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May 09, 1950 - Image 4

Resource type:
The Michigan Daily, 1950-05-09

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Lie's Mission
WASHINGTON - A man in a hurry is
, Trygve Lie, for haste is needed. A man,
too, of courage and faith.
Mr. Lie, Secretary General of the United
Nations, is off this week on a mission to
Moscow to try to open the way for Rus-
sia's return to a full, active and working
partnership in the UN. He believes that
only through the UN can the cold war be
ended and a hot war, the third World War,
It is well that Mr. Lie, who is above the
battle, becomes the emissary. He represents
no one nation, but all, with no axe to grind,
no diplomatic maneuvers to perform for one
as against another. He has talked with rep-
resentatives of Britain and France in Europe
and with our representatives befoi'e he went
to Europe.
His ultimate objective-and he thinks it
might take as long as three months or more
-is a meeting in Europe of the 11 nations
of the UN Security Council to reinvigorate
the UN so that, it can handle the major
problems which are those involving hs and
Russia and which it now finds itself power-
less to do.
HE FARES FORTH at perhaps the most
critical stage of world affairs since the
end of the war, and seemingly with little
encouragement from those among the great
nations directly involved in the impasse with
It was his own idea. He was not encour-
aged by our government which, however,
did not try to discourage him. Our officlais
told him they thought he would make
little headway. Their position is that if
Russia would stop violating the UN char-
ter, she could come back into the UN and
would be welcomed back, and that is the
message he can carry to Moscow. What
encouragement, if any, he received from
Britain and France has not been disclosed.
He goes on his mission, too, at a critical
time for the UN, symbolized most drama-
tically by Herbert Hoover's recent suggestion
that Russia be barred from the UN, which
would break it up as it now exists and as it
was intended. There is no coincidence be-
tween Mr. Hoover's proposal and Mr. Lie's
current negotiations, for the latter had
planned his mission a long time ago, and was
already conferring with French and British
officials when our former President spoke.
The UN Secretary General's visit to Mos-
cow came out of an invitation some months
ago from Andrei Vishinsky who asked him
casually to come to Moscow and visit him.
Mr. Lie now has taken advantage of that
invitation to try to save the UN.
MR. HOOVER'S proposal, regrettable as it
was coming from such an influential
figure, nevertheless has had the effect of
dramatizing the whole UN issue. Both Presi-
dent Truman and Warren R. Austin, our re-
presentative on the Security Council and
former Republican Senator from Vermont,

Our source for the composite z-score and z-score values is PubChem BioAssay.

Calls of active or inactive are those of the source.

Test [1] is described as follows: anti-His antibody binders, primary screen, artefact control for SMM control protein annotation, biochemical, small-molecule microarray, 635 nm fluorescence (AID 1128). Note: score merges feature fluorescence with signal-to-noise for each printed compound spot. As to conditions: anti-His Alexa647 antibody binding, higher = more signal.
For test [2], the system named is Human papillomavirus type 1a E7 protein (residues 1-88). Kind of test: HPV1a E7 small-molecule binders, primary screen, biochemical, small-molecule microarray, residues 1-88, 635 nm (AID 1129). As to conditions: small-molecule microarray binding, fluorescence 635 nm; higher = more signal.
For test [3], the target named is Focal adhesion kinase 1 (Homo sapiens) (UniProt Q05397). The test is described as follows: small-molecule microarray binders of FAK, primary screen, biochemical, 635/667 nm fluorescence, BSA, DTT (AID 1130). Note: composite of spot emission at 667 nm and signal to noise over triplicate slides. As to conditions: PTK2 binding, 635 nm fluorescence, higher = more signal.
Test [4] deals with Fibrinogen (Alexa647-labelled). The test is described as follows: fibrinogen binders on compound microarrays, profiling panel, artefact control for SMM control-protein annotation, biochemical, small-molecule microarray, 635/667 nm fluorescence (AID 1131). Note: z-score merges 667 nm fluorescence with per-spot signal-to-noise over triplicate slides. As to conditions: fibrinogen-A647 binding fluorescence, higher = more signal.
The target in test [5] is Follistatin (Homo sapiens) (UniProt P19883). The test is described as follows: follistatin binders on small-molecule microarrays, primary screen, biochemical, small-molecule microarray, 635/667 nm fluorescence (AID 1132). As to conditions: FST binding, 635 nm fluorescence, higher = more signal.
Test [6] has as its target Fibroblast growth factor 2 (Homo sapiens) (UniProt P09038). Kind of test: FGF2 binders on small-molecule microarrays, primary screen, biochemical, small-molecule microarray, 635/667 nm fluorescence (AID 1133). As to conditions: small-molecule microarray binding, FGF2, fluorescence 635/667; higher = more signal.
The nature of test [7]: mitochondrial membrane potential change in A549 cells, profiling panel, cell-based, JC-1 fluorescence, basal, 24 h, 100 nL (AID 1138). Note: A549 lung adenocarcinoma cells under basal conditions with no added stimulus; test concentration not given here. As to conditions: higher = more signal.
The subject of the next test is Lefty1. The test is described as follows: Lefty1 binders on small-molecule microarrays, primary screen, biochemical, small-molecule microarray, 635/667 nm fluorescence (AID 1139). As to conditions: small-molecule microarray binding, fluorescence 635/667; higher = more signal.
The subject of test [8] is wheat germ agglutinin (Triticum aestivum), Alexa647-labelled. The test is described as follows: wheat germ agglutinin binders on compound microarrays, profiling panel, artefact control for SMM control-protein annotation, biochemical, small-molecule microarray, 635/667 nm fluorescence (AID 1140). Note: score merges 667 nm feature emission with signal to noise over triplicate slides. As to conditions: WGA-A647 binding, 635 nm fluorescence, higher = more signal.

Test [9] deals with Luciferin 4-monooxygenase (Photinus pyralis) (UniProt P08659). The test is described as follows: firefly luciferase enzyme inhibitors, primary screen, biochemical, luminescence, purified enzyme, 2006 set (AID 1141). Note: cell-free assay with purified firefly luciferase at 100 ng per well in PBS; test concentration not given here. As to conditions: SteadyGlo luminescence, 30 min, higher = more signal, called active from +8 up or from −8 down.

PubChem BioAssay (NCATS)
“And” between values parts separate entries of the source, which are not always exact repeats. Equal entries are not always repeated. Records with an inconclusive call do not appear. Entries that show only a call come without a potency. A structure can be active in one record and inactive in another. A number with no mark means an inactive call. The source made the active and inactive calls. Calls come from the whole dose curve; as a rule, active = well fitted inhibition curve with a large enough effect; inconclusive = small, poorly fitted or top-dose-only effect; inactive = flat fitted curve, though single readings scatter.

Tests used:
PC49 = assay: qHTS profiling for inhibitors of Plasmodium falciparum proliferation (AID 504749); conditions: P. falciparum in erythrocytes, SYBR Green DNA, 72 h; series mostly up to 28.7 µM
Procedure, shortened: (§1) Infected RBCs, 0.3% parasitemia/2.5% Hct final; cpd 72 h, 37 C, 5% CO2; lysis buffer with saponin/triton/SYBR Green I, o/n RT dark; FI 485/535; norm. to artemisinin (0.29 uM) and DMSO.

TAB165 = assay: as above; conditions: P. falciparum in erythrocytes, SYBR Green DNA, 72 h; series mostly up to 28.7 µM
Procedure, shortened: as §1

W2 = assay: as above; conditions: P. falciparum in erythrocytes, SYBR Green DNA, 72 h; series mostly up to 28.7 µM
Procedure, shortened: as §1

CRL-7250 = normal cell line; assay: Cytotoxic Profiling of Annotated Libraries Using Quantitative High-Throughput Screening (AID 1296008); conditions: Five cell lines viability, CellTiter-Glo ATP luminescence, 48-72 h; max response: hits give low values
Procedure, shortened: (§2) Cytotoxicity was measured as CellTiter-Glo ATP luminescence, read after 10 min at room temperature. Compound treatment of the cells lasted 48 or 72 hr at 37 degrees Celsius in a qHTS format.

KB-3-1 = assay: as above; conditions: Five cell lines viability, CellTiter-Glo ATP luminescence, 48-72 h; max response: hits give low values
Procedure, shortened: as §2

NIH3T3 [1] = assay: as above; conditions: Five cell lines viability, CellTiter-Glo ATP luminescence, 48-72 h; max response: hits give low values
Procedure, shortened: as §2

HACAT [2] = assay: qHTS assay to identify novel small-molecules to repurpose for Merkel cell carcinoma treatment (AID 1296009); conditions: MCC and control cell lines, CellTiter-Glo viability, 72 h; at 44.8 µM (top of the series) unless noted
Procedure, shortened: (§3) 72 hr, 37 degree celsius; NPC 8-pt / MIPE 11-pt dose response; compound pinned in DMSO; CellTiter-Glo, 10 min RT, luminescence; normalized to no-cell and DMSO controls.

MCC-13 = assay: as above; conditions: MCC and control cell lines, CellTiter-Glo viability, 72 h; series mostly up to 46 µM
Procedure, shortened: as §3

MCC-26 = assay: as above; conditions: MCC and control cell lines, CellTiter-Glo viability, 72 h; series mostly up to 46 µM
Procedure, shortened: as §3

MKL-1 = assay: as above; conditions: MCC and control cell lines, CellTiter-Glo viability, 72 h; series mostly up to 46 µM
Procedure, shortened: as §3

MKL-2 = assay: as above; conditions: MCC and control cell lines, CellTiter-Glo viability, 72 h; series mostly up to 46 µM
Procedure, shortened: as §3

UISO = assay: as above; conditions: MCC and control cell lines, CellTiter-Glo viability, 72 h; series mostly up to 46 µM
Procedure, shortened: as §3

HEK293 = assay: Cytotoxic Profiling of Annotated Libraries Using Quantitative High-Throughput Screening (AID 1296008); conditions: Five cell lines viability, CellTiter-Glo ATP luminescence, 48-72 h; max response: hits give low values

have deplored such an idea and thus set in
motion a counter-reaction that should stir up
people generally all over the world to the
need for an effective organization that re-
presents the whole world. Unfortunately, Mr.
Hoover's proposal has encouraged nationalist
and isolationist elements, though he, himself,
had no such intention.
After a conference with President Tru-
man, Senator Austin said "the need for
the United Nations is never greater than
it is today.
"The more we learn about the differences
and divisions that exist in the world, the
more determined we should be to keep the
nations together in a single organization to
work on those differences and divisions. The
Soviet Union may violate and evade the
charter of the United Nationsnbut nodaction
of ours should ever assist the Soviet Union

to escape from the principles for peaceful
co-operation contained in that charter."
Despite our government's passive attitude
toward Mr. Lie's mission, it is hoped that if
he gets something started public opinion
here will induce our government to go along
and explore the possibilities for, as the UN
Secretary General said very pointedly, if the
world is split into two camps, that would
start a train of events that can lead only to
(Copyright, 1950, by United Feature Syndicate, Inc.)
At The Stag . . .
CHAIN LIGHTNING, with Humphrey
Bogart, Raymond Massey, and Eleanor
SPURRED ON by Yeager's efforts down at
Muroc, Warner Brothers has run off
this drama about jet-planes that soar
through through the blue at 1400 mph., pi-
loted by Humphrey Bogart.
Thus, a large part of the film is devoted
to flying shots, which, fabricated as some of
them must be, are at least productive of a
few thrills. But the bitter comes along with
the sweet when action returns to the ground.
For along with Bogart, who is just Bogart,
Eleanor Parker plays the little girl who waits
and remonstrates, sleep-walking through the
plot while trying to look beautifully faith-
ful and pathetic. To vary the diet, Richard

From The U. N. - United Nations --


j ,~
l' C.fr . ", L ,j".. {
The Daily welcomes communications from its readers on matters of
general interest, and will publish all letters which are signed by the writer
and in good taste. Letters exceeding 300 words in length, defamatory or
libelous letters, and letters which for any reason are not in good taste will
he condensed edited or withheld from nublication at the discretion of the